Less choice, fewer students;Comment;Opinion;FE Focus
But we had to produce charters and give attention to customer care. Even with the 16 to 19-year-olds, that means listening to them and what they think they need, in terms of guidance and curriculum. As for adults, they simply will not join us unless we offer what they want.
But some organisations seem less aware than others of what we have become, the Qualifications and Curriculum Authority in particular. I am very concerned about the work of the authority and its revision of A-level subjects and titles.
I'm not against the reduction in awarding bodies, and I support the idea that the numbers taking some subjects do not justify their being offered in substantially the same form by all the awarding bodies. Much good horse-trading has already been done between them, arbitrated by QCA, to rationalise the offer and reduce the number of subject syllabuses.
What I am referring to is the removal of subjects altogether, in the name of breadth and clarity. It will no longer be possible for students to take an A-level in art and design with an A-level in photography, since photography will become an option within art and design.
If the same happens to textiles, it will also be impossible to study textiles and photography, since candidates are to be allowed only one option within the list.
This raises the old debate about breadth and specialisation, the argument being that taking art and photography would lead to an undesirable narrowing of thecurriculum. Yet it is still to be possible to take mathematics, pure mathematics and further mathematics without let or hindrance - few would want to, admittedly, but that isn't the point. And of course it is hard to overlook the fact that the same students who won't be able to do two art-related A-levels will be able to opt for art and design GNVQ, which is equivalent to two art-related A-levels.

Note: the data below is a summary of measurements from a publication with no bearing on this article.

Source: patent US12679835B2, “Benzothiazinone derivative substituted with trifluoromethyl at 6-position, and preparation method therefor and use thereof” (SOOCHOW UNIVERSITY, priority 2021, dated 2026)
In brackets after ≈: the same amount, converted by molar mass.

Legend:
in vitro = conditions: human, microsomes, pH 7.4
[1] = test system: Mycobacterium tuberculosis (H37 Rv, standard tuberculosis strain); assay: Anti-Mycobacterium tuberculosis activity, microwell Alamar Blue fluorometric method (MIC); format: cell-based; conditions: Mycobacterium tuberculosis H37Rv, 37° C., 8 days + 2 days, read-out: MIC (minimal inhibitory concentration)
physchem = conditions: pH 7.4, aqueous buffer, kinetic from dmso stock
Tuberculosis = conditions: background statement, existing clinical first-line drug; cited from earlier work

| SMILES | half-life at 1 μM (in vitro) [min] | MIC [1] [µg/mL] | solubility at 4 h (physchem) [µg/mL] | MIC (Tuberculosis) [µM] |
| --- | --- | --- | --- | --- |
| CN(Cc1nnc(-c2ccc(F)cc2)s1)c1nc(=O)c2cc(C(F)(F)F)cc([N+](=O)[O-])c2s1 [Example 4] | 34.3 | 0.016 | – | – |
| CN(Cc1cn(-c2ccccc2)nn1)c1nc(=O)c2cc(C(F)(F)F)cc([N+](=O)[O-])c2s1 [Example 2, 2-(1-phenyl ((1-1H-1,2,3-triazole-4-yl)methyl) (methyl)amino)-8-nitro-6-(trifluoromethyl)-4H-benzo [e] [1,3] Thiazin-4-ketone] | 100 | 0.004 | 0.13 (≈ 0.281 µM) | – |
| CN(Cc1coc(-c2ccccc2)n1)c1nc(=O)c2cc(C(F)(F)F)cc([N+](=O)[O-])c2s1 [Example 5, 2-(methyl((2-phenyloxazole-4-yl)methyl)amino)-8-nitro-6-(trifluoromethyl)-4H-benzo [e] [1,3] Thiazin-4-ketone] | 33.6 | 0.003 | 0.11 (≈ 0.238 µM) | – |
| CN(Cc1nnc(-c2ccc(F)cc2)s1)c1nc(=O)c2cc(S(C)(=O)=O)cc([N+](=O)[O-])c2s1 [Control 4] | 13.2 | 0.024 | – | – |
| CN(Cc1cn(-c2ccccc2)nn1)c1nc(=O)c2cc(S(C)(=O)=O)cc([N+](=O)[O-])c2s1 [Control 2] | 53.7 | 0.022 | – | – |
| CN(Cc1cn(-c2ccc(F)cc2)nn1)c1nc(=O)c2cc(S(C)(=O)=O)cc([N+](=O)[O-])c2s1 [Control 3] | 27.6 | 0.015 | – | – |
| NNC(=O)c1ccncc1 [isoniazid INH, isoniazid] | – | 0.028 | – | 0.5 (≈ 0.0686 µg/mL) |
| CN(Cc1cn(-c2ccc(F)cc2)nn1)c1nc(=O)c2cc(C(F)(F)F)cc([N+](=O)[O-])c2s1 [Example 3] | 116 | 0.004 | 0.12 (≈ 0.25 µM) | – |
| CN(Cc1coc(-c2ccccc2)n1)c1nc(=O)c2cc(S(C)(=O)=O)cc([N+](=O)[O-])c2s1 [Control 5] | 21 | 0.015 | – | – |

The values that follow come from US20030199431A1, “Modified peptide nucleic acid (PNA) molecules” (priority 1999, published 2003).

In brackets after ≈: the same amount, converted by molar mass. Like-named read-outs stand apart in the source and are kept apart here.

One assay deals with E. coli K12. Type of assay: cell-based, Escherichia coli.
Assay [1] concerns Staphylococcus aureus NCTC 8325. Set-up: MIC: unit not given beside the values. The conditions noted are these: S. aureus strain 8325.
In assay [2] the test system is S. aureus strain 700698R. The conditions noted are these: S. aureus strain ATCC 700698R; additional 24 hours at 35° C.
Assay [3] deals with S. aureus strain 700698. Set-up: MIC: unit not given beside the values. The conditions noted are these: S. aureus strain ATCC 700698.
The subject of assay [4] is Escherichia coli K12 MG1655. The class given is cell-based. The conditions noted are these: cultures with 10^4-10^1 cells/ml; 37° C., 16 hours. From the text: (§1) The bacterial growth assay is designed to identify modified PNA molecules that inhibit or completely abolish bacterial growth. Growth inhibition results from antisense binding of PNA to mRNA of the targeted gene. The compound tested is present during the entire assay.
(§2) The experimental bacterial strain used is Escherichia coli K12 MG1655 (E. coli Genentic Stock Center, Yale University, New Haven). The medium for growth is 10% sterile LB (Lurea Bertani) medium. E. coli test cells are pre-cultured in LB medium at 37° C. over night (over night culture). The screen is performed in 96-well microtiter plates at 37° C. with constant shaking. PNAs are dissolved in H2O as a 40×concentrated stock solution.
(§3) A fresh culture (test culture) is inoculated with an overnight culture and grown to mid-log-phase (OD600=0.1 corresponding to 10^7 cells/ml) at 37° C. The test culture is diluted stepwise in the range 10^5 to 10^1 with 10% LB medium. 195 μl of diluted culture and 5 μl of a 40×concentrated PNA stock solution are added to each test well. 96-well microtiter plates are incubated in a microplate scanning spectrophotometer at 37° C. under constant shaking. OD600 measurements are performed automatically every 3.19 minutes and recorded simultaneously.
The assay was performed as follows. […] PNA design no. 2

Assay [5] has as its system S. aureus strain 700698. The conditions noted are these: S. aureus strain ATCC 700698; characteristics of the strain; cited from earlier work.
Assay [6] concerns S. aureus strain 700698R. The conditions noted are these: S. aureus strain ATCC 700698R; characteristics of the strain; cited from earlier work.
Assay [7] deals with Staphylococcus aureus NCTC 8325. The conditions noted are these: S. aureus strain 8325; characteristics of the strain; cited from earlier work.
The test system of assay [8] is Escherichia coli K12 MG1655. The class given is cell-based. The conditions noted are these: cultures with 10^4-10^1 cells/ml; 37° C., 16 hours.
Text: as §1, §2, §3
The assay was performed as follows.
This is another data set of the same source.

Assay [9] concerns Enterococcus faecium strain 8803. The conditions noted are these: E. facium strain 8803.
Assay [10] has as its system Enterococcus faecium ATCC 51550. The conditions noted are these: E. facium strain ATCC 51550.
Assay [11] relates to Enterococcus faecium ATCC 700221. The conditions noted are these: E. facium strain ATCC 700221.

So the breadth argument is to apply in some areas and not others, according to criteria which are not made public, if in fact they actually exist. Then there is the clarity argument. One of the reasons why communication studies is currently under threat is the thought that the title might lead to its being confused with the key skill of that name.
If that is the case it is hard to justify A-level information studies, in case it is confused with the key skill actually of that name - and English and mathematics are frequently confused with communication and application of number (which is sometimes confused with numeracy) anyway, so perhaps we should abolish the lot of them.
If you think that all this means that the QCA is off with the fairies, you may think that it is even more fey about the reduction in the number of A-level titles. This was proposed in order to bring clarity to the consumer, and also - let's be honest - to save money. The debates now being hotly pursued about actual numbers smack of the debate about how many fairies (sorry, angels) could dance on the head of a pin.
No one knows how many A-levels punters want, for the simple reason that none of them wants more than five, as long as they are the five that they want to study. And some of them only want three, or even two, as long as they are the right two or three.
The Government is committed to lifelong learning. It wants everyone to have this, including those whose previous experience of learning at anywhere except the university of life has not been happy or productive.
Like all retailers who want to attract customers, we have to find out from them what they want to buy and offer them that. If we don't, the customers will exercise their right to vote with their feet.
Anne Smith is principal of John Ruskin College, Croydon